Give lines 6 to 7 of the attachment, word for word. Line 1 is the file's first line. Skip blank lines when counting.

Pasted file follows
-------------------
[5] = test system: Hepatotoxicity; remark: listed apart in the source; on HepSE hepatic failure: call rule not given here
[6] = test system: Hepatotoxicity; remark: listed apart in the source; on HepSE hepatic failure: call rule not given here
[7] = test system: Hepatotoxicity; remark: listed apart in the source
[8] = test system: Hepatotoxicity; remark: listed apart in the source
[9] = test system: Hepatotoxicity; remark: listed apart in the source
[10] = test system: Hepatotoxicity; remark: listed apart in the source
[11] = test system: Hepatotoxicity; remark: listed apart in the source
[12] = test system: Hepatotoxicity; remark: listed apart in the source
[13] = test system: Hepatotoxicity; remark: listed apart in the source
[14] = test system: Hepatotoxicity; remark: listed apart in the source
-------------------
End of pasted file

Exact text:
[10] = test system: Hepatotoxicity; remark: listed apart in the source
[11] = test system: Hepatotoxicity; remark: listed apart in the source